2 Div. 156.
May 15, 1917.
Appeal from City Court of Selma; J.B. Evans, Judge.
Rufe Newell was convicted of murder in the second degree, and he appeals. Reversed and remanded.
The defendant was indicted for murder in the first degree, was convicted of murder in the second degree, and from the judgment appeals. The facts necessary to a decision are as follows: On a Sunday evening in May, about dusk and after, defendant and deceased were seen in company of each other near the place where the murder is supposed to have been committed. About 8 o'clock Sunday night a single shot was heard and testified to by several witnesses; the shot being near where the body of the girl was afterwards found. Some of the witnesses fix the time of the shot by the ringing of a church bell and some in other ways, but all agree that it was about 8 o'clock. The last time she was ever seen alive the deceased was in the company of defendant on that Sunday night a short time before the shot was fired. On Monday morning the deceased was found dead in a plum thicket near the road with a pistol wound in her eye. The defendant lived with his mother and father a short distance from the scene of the crime. The defendant was seen at his home about 8 o'clock, and when he got home he put on his coat, and was wearing blue pants, a light shirt, and a white hat. One witness testified to having seen a boy pass her in the road near where the shot was fired and shortly thereafter that looked like defendant and was dressed in black pants and white shirt; that the boy was walking fast, and when he passed witness he just grunted. It was shown that the defendant on the Sunday of the murder had a 38 Colt pistol. The sheriff and W.F. Aycock testified to having gone to the home of the father of defendant on Monday night after the morning the body of the girl was found and getting from the mother of the defendant some shoes that made a peculiar track with three tacks in each heel. These witnesses identified the tracks at the plum thicket where the body was found as tracks that fit the shoes. The defendant objected and reserved exceptions to the testimony regarding the identity of the tracks on the theory that the state had not shown that the defendant was the owner of or ever had worn the shoes.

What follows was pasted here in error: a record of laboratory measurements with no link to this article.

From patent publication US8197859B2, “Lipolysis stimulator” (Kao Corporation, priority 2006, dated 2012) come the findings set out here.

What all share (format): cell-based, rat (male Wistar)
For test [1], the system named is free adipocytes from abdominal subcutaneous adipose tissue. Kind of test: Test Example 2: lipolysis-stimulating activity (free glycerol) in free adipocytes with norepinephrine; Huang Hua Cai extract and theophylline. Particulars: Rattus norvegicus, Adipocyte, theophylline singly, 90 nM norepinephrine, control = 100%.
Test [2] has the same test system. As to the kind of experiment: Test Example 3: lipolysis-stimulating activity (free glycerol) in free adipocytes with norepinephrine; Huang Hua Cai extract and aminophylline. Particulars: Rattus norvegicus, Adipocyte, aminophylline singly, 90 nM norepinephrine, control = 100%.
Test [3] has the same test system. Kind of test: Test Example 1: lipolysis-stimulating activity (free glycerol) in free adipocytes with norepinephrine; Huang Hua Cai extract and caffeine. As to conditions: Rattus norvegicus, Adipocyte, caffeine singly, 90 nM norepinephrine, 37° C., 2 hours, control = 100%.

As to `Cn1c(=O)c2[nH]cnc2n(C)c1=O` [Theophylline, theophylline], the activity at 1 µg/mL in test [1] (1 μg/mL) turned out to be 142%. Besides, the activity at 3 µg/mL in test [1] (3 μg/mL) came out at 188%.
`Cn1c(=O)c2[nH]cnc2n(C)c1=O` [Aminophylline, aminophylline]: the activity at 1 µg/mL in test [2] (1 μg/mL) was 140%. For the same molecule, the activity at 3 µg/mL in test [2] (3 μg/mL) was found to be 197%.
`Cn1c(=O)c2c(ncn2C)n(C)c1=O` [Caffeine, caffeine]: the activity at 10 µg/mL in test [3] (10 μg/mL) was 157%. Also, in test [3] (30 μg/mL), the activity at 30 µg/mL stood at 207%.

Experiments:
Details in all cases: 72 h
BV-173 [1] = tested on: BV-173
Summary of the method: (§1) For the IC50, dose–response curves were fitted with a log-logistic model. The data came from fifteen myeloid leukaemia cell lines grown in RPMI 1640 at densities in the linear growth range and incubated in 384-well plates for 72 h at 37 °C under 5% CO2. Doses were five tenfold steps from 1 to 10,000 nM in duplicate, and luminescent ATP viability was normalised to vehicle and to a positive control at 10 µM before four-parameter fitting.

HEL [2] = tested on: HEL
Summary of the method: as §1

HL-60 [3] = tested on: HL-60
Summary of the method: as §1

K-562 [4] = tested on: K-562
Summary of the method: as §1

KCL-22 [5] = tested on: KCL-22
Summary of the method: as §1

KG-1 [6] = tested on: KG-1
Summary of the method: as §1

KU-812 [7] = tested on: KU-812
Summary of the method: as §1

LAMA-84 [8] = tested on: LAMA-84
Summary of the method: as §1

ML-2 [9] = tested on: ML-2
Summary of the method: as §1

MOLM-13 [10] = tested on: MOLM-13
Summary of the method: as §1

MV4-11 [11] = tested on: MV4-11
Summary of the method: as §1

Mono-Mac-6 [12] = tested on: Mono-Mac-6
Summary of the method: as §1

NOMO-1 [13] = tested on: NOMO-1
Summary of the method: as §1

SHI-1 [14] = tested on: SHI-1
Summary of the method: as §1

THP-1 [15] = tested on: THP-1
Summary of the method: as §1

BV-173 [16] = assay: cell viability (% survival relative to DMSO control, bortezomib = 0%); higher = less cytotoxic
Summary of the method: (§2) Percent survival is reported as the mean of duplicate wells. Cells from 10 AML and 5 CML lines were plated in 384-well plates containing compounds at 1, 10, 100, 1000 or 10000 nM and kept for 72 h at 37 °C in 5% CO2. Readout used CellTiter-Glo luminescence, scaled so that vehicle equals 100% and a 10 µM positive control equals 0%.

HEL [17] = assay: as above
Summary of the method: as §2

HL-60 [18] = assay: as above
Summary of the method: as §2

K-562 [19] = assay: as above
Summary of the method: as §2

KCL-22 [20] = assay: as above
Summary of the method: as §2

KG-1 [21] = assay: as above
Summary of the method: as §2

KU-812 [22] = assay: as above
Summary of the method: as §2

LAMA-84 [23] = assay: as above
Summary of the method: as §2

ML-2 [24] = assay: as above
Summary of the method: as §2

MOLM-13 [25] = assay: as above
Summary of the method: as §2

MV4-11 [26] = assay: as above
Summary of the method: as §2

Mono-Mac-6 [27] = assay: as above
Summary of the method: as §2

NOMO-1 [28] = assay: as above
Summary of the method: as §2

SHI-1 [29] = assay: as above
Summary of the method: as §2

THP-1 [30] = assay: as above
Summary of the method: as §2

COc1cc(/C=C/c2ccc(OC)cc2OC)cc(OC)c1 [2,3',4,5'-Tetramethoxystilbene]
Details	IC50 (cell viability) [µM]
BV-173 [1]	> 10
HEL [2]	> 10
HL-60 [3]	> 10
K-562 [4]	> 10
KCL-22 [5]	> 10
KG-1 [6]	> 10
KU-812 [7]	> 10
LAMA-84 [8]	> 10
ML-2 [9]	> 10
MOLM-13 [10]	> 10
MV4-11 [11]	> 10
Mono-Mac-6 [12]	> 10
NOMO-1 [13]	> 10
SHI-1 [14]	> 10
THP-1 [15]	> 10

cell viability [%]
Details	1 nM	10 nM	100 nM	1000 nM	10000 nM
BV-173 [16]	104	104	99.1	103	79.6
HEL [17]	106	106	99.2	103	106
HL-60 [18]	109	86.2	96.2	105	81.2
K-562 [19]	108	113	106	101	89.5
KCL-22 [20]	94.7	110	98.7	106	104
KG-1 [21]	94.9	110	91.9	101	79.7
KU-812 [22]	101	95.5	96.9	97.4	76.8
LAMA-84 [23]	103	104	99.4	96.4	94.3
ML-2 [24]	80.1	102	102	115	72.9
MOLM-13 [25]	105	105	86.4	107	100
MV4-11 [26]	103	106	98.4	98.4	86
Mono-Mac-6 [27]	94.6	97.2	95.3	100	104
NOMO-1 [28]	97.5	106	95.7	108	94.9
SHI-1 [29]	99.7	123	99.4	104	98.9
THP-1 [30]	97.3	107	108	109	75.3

Arthur M. Pitts and W.E. Brown, both of Selma, for appellant. W.L. Martin, Atty. Gen., and P.W. Turner, Asst. Atty. Gen., for the State.
This conviction is based entirely on circumstantial evidence; and while circumstantial evidence is just as potent as positive evidence, every circumstance tending to connect the defendant with the crime must be connected with the defendant.
One of the strongest circumstances in this case is the evidence of the tracks, their peculiarity and proximity to the scene of the crime; but, before the defendant can be connected with shoes that could have made those tracks, something more must be shown than that shoes that could have made the tracks were given to the sheriff by defendant's mother. There are too many explanations to be given consistent with the defendant's innocence. Circumstantial evidence justifies a conviction only when it is inconsistent with any reasonable theory of innocence. Pickens v. State, 115 Ala. 42, 22 So. 551; 1 Mayf. Dig. 186; Ott v. State, 160 Ala. 29, 49 So. 810. In this case it was never shown that the shoes that made the tracks were ever in the possession of the defendant, or that he could have worn them. So far as this record shows, they were not even found in a room occupied by the defendant. These facts were easily ascertainable; but the defendant was not called on to offer any explanation until the state, by evidence, had connected the defendant with the shoes. On account of the rulings of the trial court on the admission of evidence in conflict with the foregoing, the judgment must be reversed.
It was competent to prove that the defendant had a pistol on the morning before the killing. 6 Mayf. Dig. 353, subhead 374.
The several statements of the solicitor in his closing argument to which exceptions are reserved are not here passed on, for the reason that the same questions will not likely arise on another trial. Counsel should always confine their arguments to the evidence, and this should especially apply to counsel having the concluding argument in a criminal case. The state wants the guilty convicted and punished; but it is jealous of the liberties of its citizens, and only permits convictions to stand in cases where the facts warrant the verdict. The state wants no conviction by reason of the eloquence or adroitness of her prosecuting officers. But where counsel for a defendant has himself gone outside of the evidence and made allusions to facts that have not and could not be legally proven, and, indeed, to testimony excluded on his motion, he cannot complain if, in the heat of argument, the state's counsel replies to him in kind.
For the purposes of another trial it is unnecessary to pass upon the other questions raised.
The judgment is reversed, and the cause is remanded.
Reversed and remanded.